The electric utility industry is pushing for parts of the plan, including tax credits to get consumers to use electric vehicles. But he warns he will fight Congress if the new rules propose heavy penalties on the use of the industry’s largest fuel source, natural gas. These are the types of details that Congress will start negotiating over the next few weeks.
“Electricity companies and their customers cannot be penalized for maintaining system reliability as we work to meet our clean energy goals,” said Emily Fisher, chief counsel at the Edison Electric Institute , an investor-owned utility trading group.
Democratic Senate leaders last week announced the outline of the plan – with White House backing – including climate and energy initiatives with anti-poverty and education programs.
But Congressional budget plan included few details, all of which are being negotiated as Democrats try to get it passed without a Republican vote through a process called reconciliation. The details will be filled in by several committees, each made up of progressive and moderate Democrats seeking to pull the measure in different directions.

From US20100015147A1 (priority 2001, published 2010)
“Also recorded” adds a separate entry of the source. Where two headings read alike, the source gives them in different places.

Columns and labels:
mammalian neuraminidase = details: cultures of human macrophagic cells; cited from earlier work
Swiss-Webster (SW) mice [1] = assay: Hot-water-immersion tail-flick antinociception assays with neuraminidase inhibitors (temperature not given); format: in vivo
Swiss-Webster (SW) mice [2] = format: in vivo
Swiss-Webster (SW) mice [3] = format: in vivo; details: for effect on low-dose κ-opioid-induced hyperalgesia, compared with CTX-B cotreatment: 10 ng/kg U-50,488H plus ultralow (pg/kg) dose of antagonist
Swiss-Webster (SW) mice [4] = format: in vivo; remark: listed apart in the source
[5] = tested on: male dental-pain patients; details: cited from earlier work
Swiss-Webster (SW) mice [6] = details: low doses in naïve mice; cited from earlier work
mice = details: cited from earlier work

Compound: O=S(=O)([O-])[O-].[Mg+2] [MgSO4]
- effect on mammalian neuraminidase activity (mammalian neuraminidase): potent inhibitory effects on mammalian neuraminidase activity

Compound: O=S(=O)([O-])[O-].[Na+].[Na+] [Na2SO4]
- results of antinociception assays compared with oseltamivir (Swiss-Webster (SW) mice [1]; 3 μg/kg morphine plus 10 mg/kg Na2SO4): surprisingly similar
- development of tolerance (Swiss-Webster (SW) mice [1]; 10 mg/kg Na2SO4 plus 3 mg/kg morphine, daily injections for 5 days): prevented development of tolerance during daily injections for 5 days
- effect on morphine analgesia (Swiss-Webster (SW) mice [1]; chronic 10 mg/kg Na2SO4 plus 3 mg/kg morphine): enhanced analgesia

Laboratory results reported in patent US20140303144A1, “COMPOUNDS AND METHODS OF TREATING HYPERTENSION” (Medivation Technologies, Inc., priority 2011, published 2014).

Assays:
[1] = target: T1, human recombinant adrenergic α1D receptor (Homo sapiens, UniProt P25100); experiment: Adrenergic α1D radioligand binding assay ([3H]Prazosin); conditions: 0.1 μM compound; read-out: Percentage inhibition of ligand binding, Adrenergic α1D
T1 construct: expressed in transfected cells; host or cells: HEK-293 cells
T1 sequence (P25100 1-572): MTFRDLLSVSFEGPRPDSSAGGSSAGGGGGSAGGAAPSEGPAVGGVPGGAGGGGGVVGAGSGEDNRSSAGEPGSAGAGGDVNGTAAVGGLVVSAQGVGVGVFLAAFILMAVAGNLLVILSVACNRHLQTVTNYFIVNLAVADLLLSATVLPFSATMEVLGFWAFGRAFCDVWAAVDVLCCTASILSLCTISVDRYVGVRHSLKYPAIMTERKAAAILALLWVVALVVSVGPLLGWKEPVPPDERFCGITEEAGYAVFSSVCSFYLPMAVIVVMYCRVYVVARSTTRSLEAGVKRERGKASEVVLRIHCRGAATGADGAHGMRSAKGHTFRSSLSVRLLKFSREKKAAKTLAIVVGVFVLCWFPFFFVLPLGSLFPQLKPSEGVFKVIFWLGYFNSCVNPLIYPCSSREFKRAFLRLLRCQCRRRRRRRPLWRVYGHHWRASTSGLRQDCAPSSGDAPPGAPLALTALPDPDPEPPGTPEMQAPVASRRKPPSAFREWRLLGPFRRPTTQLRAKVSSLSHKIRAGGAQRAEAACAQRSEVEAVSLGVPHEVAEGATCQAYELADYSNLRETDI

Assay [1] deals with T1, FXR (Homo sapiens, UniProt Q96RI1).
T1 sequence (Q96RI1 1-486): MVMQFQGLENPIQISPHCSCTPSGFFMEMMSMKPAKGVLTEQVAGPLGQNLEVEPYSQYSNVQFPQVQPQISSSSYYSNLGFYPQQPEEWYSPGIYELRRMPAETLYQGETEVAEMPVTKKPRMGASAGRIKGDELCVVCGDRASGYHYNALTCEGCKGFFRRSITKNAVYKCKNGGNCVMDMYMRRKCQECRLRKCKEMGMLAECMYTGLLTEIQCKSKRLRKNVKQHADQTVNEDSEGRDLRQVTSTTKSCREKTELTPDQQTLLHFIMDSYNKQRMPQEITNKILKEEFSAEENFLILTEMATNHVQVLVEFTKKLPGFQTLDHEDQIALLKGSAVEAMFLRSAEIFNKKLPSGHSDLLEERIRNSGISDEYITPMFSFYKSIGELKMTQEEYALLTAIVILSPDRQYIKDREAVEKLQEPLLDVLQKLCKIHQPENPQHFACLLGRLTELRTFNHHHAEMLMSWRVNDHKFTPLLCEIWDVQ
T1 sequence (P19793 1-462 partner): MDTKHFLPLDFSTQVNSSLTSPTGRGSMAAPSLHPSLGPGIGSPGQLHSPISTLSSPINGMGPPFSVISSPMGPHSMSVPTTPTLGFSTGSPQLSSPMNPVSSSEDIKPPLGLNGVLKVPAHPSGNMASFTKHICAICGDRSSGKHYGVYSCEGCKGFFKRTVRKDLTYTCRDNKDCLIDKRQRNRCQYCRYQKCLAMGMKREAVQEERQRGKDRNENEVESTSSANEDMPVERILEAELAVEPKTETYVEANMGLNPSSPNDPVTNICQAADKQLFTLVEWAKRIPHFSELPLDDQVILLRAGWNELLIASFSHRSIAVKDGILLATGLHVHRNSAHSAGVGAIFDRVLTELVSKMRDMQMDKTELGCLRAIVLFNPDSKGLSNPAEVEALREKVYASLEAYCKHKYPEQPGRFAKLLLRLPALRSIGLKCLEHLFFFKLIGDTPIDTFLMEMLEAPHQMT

Several moderate Democrats have yet to commit to the package, and each is likely needed to get the 50 votes needed to pass.
On the other hand, progressive supporters may balk if party leaders reduce their proposals.
“I’m encouraged, I just want to reserve judgment until I do the full analysis,” said Senator Brian Schatz (D., Hawaii).
Environmentalists and the clean tech lobby see the pact’s call for more renewable energy, electric vehicles and fossil fuel sanctions as the biggest national political issue this year. In recent weeks, several had complained that climate initiatives were being overlooked and now say the scale of the new plan is surprising.